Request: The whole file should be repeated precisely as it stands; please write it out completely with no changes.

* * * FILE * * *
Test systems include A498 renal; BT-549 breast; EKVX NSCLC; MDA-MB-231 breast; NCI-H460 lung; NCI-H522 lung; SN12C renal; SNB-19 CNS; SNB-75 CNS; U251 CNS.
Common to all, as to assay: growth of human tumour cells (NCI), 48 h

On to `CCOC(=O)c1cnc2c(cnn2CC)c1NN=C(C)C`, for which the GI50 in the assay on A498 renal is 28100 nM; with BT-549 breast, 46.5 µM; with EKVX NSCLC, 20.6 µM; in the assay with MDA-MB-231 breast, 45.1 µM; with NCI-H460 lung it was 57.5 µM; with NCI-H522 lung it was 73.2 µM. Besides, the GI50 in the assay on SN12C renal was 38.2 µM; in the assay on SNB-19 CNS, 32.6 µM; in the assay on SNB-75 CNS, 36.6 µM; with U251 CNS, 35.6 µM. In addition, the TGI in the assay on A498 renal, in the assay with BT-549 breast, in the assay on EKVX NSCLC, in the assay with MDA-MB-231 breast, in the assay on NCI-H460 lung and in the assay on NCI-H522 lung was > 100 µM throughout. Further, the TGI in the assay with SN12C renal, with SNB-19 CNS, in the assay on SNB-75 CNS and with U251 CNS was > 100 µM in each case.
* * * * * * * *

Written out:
Test systems include A498 renal; BT-549 breast; EKVX NSCLC; MDA-MB-231 breast; NCI-H460 lung; NCI-H522 lung; SN12C renal; SNB-19 CNS; SNB-75 CNS; U251 CNS.
Common to all, as to assay: growth of human tumour cells (NCI), 48 h

On to `CCOC(=O)c1cnc2c(cnn2CC)c1NN=C(C)C`, for which the GI50 in the assay on A498 renal is 28100 nM; with BT-549 breast, 46.5 µM; with EKVX NSCLC, 20.6 µM; in the assay with MDA-MB-231 breast, 45.1 µM; with NCI-H460 lung it was 57.5 µM; with NCI-H522 lung it was 73.2 µM. Besides, the GI50 in the assay on SN12C renal was 38.2 µM; in the assay on SNB-19 CNS, 32.6 µM; in the assay on SNB-75 CNS, 36.6 µM; with U251 CNS, 35.6 µM. In addition, the TGI in the assay on A498 renal, in the assay with BT-549 breast, in the assay on EKVX NSCLC, in the assay with MDA-MB-231 breast, in the assay on NCI-H460 lung and in the assay on NCI-H522 lung was > 100 µM throughout. Further, the TGI in the assay with SN12C renal, with SNB-19 CNS, in the assay on SNB-75 CNS and with U251 CNS was > 100 µM in each case.